The city’s elected chief would be relegated to greeting visitors at the front door of City Hall, riding in parades and kissing babies if the city administrator measure passes.


A check of my calendar has shown there will be an election soon.  This will not be a routine, boring election, for it will be one in which a president, one-third of all senators, and all 435 members of the United States House of Representatives are elected. 



On the state level, the state’s electors will decide some changes to the state’s constitution; locally, Crestview residents will determine whether a new city charter will go into effect on Jan. 1, 2013.



Aside from the state issues, each voter within the state can cast his or her ballot for the presidential candidate of his or her choice: one candidate for senator, and one candidate for representative. Locally, those of us within the city of Crestview can decide the form of government that will rule the municipality, along with some other less significant but noteworthy changes.



I trust that each concerned resident has secured a draft copy of the proposed charter and has taken the time to read it and digest its contents.  I have read it several times, and each time I have had different thoughts about the wording.



Let’s look at some of the major, standout provisions. In Section 4.01(a), it is stated that the mayor shall have the following powers and duties:  “to be recognized as the official head of the city for all ceremonial purposes…,” and “to preside at all meetings of the city council with authority to participate in discussions, but without power to vote.”



In other words, the city’s elected chief would be relegated to greeting visitors at the front door of City Hall, riding in parades and kissing babies.



To make the incumbent feel important, the council will let the mayor rap the gavel to bring a meeting to order or adjourn it, and possibly enter into a conversation without the power to determine a considered item’s outcome. The current day responsibility to oversee public safety, like police and fire departments, would be removed. That should make the mayor feel important!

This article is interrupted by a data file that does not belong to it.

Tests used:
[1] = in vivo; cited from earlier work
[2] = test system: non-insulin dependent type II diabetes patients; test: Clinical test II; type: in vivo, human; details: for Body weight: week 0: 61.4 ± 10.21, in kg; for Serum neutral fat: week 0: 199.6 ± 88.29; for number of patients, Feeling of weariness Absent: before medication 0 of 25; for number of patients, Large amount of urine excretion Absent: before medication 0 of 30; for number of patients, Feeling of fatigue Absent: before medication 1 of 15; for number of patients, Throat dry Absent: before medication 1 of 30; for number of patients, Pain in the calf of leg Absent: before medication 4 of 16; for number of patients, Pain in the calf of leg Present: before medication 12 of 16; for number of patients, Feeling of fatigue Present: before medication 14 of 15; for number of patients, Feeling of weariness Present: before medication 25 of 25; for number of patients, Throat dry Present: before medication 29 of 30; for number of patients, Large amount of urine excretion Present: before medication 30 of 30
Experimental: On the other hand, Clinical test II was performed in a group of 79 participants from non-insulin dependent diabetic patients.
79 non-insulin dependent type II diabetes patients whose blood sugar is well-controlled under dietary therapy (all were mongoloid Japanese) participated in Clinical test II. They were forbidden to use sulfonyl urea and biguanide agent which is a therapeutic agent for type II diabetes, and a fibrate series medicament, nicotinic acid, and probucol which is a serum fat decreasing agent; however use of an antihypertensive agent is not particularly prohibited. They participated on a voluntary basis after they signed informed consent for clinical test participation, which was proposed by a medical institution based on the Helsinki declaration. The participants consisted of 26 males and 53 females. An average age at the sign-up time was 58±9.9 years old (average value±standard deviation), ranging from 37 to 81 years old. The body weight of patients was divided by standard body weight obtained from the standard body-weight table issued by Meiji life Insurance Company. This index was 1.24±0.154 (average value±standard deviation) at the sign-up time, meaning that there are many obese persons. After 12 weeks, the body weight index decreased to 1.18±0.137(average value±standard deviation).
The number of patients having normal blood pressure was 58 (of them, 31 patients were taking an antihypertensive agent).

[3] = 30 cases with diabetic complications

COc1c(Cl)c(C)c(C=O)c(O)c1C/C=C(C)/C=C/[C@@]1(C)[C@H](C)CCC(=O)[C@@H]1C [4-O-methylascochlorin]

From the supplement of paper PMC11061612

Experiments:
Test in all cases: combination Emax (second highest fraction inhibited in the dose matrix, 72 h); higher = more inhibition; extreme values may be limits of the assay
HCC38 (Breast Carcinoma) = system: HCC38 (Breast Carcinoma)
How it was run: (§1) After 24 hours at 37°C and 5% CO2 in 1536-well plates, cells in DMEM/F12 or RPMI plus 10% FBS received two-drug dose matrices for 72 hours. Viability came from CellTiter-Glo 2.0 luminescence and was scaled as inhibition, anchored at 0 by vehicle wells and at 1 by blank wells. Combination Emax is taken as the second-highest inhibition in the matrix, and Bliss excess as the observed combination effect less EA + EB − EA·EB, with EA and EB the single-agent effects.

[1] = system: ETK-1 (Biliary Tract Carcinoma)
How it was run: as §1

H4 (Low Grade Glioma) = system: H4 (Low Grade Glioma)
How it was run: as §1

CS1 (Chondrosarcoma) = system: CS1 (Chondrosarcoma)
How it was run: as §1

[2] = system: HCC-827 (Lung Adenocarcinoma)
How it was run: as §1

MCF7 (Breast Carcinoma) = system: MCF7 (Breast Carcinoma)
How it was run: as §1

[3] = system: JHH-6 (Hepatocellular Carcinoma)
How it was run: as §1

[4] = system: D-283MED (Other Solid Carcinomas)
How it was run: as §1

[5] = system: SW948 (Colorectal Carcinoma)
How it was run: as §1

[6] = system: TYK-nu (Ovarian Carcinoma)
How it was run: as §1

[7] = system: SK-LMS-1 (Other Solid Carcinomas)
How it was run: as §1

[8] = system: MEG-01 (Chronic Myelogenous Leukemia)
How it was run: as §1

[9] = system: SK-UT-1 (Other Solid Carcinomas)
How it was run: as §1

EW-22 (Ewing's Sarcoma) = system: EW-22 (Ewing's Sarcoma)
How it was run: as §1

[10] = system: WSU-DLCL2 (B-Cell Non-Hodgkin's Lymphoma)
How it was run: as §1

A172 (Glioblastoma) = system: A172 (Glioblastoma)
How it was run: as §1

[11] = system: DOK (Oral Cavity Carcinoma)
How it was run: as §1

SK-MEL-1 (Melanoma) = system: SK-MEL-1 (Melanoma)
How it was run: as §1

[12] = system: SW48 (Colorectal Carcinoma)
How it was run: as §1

So that the city is kept in good order and with discipline, the City Council’s five elected members would select a city administrator (presumably from the outside) to run all the city’s day-to-day operations. Based on what I have read in several publications’ Help Wanted columns, the going annual salary for such an individual is around $100,000 plus benefits, a city automobile and a private office, with an assistant and benefits. Added together, the cost of having such an individual employed could very easily amount to an annual outlay of $200,000, though that’s not to say Crestview’s expenditures would be the same.



Here’s how it would work: the City Council would hire the administrator, who would run the city with the council’s direction. However, the council members could do nothing unilaterally. All the council’s actions must be taken during open sessions, so a majority of council members present at a regularly scheduled meeting must first approve any direction they give. An appointed administrator has virtually no direct supervision.



To streamline City Hall’s operations, the proposed charter eliminates the elected city clerk position and provides an appointee who answers to the city administrator.



It is reasonable for one to ask “why.” 



Some three years ago, it was suggested that a charter review committee analyze the existing document and recommend changes. Numerous paragraphs are no longer applicable, namely positions for a city physician and a city tax collector. 



Some paragraphs are needed, namely the procedure to take if an elected official decides to resign from office. Several members in the past few years have “resigned,” but there is no “paper trail” to that effect.  One can say that he or she resigns, but there is no document to prove it.  Further, to whom is a letter of resignation given?



When asked why these changes to the charter were recommended, one member of the charter review committee replied, “Every town has a manager.”  When the subject of an elected city clerk versus an appointed city clerk arose, it was stated that “almost all cities in Florida have one.” 



Thus, the upcoming election is more that Mitt Romney versus Barack Obama, or Bill Nelson versus Bonnie Mack.  It is about every citizen in Crestview and the form of government that will be in existence.



Bob Allen is a former Crestview city council member.
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